• The food that makes us live forever

    From Weedy@21:1/5 to All on Fri Apr 23 23:50:28 2021
    The food that makes us live forever

    When we receive from the Lord's table we unite ourselves to Jesus
    Christ, who makes us sharers in his body and blood and partakers of
    his divine life. Ignatius of Antioch (35-107 A.D.), an early church
    father and martyr, calls it the "one bread that provides the medicine
    of immortality, the antidote for death, and the food that makes us
    live for ever in Jesus Christ" (Ad Eph. 20,2). This supernatural food
    is healing for both body and soul and strength for our journey

    24 April - St. Mary "of Cleophas"
    Also known as Mary of Clopas

    24 April
    9 April (Armenian calendar; Catholic prior to 2001)
    23 May (Orthodox calendar)
    3 August (Lutheran Church – Missouri Synod calendar)

    "And there were standing by the cross of Jesus His mother and His
    mother's sister, Mary of Cleophas, and Mary Magdalen." How should we
    understand "His mother's sister," literally, as in having the same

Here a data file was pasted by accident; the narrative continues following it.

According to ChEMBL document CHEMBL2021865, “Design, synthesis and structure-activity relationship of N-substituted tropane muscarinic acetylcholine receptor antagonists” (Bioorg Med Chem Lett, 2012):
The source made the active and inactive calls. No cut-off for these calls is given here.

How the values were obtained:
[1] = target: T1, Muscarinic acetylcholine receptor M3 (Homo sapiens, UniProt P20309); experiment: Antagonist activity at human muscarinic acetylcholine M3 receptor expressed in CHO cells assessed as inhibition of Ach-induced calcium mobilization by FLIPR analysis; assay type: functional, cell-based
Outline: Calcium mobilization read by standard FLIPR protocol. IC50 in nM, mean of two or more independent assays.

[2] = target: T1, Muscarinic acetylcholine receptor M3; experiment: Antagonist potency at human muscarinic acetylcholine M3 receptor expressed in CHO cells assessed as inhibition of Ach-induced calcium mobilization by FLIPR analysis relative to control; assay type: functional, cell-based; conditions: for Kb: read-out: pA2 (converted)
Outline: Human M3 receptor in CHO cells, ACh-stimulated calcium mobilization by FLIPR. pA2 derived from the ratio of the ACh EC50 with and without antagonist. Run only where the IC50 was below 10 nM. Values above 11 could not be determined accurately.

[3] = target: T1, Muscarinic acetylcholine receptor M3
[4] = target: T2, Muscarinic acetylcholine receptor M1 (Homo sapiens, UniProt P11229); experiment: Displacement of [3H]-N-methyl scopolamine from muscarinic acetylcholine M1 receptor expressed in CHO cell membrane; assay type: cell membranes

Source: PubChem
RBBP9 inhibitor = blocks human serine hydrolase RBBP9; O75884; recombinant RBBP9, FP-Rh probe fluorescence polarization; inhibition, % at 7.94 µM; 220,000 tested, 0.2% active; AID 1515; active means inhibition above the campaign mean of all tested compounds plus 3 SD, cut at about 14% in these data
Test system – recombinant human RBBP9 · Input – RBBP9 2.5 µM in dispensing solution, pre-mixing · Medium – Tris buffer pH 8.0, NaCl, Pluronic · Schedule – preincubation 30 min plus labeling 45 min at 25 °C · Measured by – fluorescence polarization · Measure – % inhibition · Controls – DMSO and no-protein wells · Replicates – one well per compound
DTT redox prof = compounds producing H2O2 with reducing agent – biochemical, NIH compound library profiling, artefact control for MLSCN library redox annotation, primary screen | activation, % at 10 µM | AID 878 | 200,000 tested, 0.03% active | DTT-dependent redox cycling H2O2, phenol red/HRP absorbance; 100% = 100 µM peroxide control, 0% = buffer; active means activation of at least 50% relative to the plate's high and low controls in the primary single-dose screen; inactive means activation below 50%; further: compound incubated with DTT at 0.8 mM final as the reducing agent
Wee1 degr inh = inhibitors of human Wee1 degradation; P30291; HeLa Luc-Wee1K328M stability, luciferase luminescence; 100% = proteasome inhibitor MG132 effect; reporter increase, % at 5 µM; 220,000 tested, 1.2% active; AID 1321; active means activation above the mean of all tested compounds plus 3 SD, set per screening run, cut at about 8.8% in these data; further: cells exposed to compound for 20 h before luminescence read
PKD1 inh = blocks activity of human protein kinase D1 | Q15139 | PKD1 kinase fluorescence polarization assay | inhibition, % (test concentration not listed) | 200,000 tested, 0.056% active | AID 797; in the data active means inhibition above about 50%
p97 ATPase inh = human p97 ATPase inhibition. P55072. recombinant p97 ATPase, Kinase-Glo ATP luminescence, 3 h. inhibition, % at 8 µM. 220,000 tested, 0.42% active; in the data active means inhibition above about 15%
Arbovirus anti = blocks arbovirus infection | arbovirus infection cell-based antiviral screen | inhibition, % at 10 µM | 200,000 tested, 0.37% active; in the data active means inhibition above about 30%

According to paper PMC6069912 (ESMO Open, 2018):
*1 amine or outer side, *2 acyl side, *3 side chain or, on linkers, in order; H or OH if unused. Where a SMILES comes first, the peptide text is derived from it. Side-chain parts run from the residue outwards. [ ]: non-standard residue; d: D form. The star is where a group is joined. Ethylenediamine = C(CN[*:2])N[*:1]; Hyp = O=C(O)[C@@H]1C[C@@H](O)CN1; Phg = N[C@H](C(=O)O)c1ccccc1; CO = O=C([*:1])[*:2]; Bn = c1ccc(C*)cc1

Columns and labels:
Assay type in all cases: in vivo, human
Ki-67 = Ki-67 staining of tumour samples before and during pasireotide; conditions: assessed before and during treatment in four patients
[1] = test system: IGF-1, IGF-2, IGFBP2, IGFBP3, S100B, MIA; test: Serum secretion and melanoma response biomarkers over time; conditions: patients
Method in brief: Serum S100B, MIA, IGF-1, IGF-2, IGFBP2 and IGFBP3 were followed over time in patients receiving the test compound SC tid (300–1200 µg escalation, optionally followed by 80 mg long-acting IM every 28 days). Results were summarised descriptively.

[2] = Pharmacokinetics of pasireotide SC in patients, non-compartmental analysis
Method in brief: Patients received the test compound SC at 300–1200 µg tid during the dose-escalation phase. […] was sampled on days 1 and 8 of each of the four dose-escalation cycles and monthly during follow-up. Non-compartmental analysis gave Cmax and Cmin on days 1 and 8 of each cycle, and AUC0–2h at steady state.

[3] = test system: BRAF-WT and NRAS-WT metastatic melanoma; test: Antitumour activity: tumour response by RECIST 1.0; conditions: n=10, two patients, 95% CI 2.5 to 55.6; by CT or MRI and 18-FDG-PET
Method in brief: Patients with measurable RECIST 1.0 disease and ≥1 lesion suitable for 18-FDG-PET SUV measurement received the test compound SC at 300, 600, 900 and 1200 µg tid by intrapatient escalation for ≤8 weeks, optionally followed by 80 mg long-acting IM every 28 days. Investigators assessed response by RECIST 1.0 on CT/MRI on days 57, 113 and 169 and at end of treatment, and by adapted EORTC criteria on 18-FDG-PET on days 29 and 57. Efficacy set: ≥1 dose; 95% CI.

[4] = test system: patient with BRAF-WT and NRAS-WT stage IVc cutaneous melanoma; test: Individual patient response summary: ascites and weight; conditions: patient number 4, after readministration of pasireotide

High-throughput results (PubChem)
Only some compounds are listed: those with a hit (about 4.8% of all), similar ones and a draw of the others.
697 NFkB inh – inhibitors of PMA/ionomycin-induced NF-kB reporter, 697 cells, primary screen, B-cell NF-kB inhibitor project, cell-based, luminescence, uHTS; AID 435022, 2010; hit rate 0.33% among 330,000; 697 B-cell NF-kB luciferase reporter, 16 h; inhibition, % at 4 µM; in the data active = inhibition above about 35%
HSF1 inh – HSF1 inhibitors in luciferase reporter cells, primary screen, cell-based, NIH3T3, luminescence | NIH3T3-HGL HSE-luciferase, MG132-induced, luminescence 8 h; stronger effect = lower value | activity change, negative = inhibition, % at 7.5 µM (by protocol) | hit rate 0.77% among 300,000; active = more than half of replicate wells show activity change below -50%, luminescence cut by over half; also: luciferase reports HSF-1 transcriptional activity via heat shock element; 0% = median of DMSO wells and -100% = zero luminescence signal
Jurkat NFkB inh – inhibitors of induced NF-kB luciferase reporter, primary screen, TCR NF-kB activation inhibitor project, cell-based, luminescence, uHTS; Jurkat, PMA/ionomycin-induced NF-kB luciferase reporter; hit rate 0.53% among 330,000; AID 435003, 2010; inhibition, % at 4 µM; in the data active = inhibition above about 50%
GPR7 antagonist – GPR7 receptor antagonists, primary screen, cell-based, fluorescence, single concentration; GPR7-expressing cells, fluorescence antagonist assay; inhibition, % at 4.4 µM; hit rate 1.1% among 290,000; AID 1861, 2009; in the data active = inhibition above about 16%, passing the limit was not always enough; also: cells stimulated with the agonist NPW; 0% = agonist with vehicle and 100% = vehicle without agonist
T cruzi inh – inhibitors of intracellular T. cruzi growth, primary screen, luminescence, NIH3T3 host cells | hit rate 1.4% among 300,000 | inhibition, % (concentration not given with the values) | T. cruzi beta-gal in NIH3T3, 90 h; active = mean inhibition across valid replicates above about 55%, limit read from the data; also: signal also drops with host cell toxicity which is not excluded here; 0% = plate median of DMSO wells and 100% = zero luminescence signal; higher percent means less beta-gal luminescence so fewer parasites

parents, or in the same sense that Jesus' "brothers" are to be
    understood as close relatives?

    The short answer is that Mary of Cleophas is probably the Blessed
    Virgin's sister-in-law. Mary of Cleophas may have had a previous
    husband named Alpheus, or this Alpheus may have been Cleophas. The
    Blessed Virgin Mary, of course, only had one husband (Joseph) and
    remained a virgin. The long answer follows.

    Jesus' relatives

    Reading the Bible, we find that Jesus had brethren named James,
    Joseph, Simon (Simeon) and Jude (Mt 13:55). We also know that His
    mother Mary had a "sister" called Mary. This other Mary in turn had a
    husband named Cleophas (Jn 19:25). I hope here to summarize and
    untangle this maze of relatives.

    First, let us see what the Gospels tell us. At the death of Jesus, we
    are told that Mary, wife of Cleophas/Clopas (Jn 19:25) was present. She
    was described as the mother of James and Joseph (Mt 27:56) in one
    account, and mother of James the Less and Joses in another (Mk 15:40).
    On the other hand, James is described as the son of Alphaeus in the
    synoptic Gospels' listing of the Apostles (Mt 10:3, Mk 3:18, Lk 6:15).
    We can infer that Mary wife of Cleophas is unlikely to be a true
    sister of the Virgin Mary, since they bear the same name. However,
    they are related in some way. This parallels the semitic use of
    "brother" in relating James to Jesus.

    An ancient historian named Hegesippus can shed further light. A native
    of Palestine, Hegesippus finished his Memoirs in the reign of Pope
    Eleutherius (AD 175-189) when he was an old man. He draws his
    information from personal sources, as he was able to question some